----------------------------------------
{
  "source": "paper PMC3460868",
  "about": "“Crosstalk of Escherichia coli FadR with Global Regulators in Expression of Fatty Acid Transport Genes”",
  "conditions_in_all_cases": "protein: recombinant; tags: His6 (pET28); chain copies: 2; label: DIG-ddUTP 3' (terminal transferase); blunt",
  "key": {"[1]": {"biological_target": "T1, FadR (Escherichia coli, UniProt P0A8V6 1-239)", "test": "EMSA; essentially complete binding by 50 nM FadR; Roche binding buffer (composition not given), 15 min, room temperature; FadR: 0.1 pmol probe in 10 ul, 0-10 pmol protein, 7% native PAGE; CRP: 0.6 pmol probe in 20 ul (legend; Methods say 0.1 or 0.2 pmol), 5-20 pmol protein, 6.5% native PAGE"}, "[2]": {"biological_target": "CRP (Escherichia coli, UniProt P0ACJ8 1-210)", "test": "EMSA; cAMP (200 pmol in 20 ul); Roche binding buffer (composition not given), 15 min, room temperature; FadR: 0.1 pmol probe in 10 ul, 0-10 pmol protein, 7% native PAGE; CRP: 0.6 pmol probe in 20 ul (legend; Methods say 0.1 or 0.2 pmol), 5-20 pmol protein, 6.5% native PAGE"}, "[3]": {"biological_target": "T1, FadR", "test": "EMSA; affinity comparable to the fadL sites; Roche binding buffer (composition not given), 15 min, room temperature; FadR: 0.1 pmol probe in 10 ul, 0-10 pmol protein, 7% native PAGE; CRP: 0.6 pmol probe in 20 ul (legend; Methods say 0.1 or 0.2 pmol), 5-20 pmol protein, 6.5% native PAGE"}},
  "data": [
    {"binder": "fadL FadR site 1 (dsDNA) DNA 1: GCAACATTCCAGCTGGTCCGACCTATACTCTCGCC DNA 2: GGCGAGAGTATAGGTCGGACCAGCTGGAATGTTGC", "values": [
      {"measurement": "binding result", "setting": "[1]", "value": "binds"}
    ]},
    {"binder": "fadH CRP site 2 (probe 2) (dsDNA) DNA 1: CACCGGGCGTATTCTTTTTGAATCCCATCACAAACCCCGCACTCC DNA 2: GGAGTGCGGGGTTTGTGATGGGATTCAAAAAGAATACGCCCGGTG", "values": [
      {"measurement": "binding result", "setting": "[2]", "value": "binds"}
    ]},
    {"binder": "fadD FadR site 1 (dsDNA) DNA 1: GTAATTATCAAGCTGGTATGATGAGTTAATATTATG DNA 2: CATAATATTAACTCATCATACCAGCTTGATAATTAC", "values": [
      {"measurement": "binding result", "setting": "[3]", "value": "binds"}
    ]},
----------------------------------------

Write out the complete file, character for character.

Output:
{
  "source": "paper PMC3460868",
  "about": "“Crosstalk of Escherichia coli FadR with Global Regulators in Expression of Fatty Acid Transport Genes”",
  "conditions_in_all_cases": "protein: recombinant; tags: His6 (pET28); chain copies: 2; label: DIG-ddUTP 3' (terminal transferase); blunt",
  "key": {"[1]": {"biological_target": "T1, FadR (Escherichia coli, UniProt P0A8V6 1-239)", "test": "EMSA; essentially complete binding by 50 nM FadR; Roche binding buffer (composition not given), 15 min, room temperature; FadR: 0.1 pmol probe in 10 ul, 0-10 pmol protein, 7% native PAGE; CRP: 0.6 pmol probe in 20 ul (legend; Methods say 0.1 or 0.2 pmol), 5-20 pmol protein, 6.5% native PAGE"}, "[2]": {"biological_target": "CRP (Escherichia coli, UniProt P0ACJ8 1-210)", "test": "EMSA; cAMP (200 pmol in 20 ul); Roche binding buffer (composition not given), 15 min, room temperature; FadR: 0.1 pmol probe in 10 ul, 0-10 pmol protein, 7% native PAGE; CRP: 0.6 pmol probe in 20 ul (legend; Methods say 0.1 or 0.2 pmol), 5-20 pmol protein, 6.5% native PAGE"}, "[3]": {"biological_target": "T1, FadR", "test": "EMSA; affinity comparable to the fadL sites; Roche binding buffer (composition not given), 15 min, room temperature; FadR: 0.1 pmol probe in 10 ul, 0-10 pmol protein, 7% native PAGE; CRP: 0.6 pmol probe in 20 ul (legend; Methods say 0.1 or 0.2 pmol), 5-20 pmol protein, 6.5% native PAGE"}},
  "data": [
    {"binder": "fadL FadR site 1 (dsDNA) DNA 1: GCAACATTCCAGCTGGTCCGACCTATACTCTCGCC DNA 2: GGCGAGAGTATAGGTCGGACCAGCTGGAATGTTGC", "values": [
      {"measurement": "binding result", "setting": "[1]", "value": "binds"}
    ]},
    {"binder": "fadH CRP site 2 (probe 2) (dsDNA) DNA 1: CACCGGGCGTATTCTTTTTGAATCCCATCACAAACCCCGCACTCC DNA 2: GGAGTGCGGGGTTTGTGATGGGATTCAAAAAGAATACGCCCGGTG", "values": [
      {"measurement": "binding result", "setting": "[2]", "value": "binds"}
    ]},
    {"binder": "fadD FadR site 1 (dsDNA) DNA 1: GTAATTATCAAGCTGGTATGATGAGTTAATATTATG DNA 2: CATAATATTAACTCATCATACCAGCTTGATAATTAC", "values": [
      {"measurement": "binding result", "setting": "[3]", "value": "binds"}
    ]},